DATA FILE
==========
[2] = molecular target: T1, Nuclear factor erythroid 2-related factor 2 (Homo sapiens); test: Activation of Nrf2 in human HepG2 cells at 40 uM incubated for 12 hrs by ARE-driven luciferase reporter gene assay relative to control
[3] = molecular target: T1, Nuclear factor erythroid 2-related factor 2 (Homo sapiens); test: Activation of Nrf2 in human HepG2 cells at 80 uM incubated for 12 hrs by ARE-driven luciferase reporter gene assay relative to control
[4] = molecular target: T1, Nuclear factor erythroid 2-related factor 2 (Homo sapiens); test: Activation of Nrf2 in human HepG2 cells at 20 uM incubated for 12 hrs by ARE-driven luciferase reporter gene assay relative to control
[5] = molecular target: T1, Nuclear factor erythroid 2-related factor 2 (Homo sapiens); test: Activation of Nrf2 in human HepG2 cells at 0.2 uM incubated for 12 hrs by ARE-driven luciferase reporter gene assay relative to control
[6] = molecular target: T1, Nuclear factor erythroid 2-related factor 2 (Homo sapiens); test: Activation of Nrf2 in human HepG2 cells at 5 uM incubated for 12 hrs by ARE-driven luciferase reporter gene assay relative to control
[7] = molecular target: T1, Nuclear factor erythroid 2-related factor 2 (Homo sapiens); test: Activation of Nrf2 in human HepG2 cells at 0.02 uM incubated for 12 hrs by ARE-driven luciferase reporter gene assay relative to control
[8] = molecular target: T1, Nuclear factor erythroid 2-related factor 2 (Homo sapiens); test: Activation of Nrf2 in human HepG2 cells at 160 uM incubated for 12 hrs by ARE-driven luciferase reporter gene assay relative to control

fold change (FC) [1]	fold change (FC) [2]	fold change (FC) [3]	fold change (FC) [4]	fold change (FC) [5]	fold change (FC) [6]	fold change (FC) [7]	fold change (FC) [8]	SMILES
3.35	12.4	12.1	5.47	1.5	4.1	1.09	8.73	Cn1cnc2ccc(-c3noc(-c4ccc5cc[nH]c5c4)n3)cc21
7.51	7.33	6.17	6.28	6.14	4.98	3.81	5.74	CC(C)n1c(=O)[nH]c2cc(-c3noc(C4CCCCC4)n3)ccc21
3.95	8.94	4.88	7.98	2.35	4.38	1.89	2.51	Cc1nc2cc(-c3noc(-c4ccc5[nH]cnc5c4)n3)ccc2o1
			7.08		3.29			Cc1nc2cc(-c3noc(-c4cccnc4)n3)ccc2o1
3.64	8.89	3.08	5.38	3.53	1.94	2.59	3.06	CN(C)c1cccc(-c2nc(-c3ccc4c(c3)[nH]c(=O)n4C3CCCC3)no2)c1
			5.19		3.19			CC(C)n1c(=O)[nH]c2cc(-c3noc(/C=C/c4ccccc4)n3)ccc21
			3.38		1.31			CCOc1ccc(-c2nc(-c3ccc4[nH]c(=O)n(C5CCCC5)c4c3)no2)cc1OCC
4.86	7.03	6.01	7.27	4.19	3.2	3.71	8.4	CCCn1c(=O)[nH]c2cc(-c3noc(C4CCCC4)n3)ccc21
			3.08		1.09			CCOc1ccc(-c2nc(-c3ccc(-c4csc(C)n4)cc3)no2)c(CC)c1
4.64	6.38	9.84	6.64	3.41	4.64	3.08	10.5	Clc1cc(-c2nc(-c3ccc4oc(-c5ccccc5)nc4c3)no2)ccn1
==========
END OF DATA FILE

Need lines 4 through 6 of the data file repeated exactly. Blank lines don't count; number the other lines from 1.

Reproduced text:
[5] = molecular target: T1, Nuclear factor erythroid 2-related factor 2 (Homo sapiens); test: Activation of Nrf2 in human HepG2 cells at 0.2 uM incubated for 12 hrs by ARE-driven luciferase reporter gene assay relative to control
[6] = molecular target: T1, Nuclear factor erythroid 2-related factor 2 (Homo sapiens); test: Activation of Nrf2 in human HepG2 cells at 5 uM incubated for 12 hrs by ARE-driven luciferase reporter gene assay relative to control
[7] = molecular target: T1, Nuclear factor erythroid 2-related factor 2 (Homo sapiens); test: Activation of Nrf2 in human HepG2 cells at 0.02 uM incubated for 12 hrs by ARE-driven luciferase reporter gene assay relative to control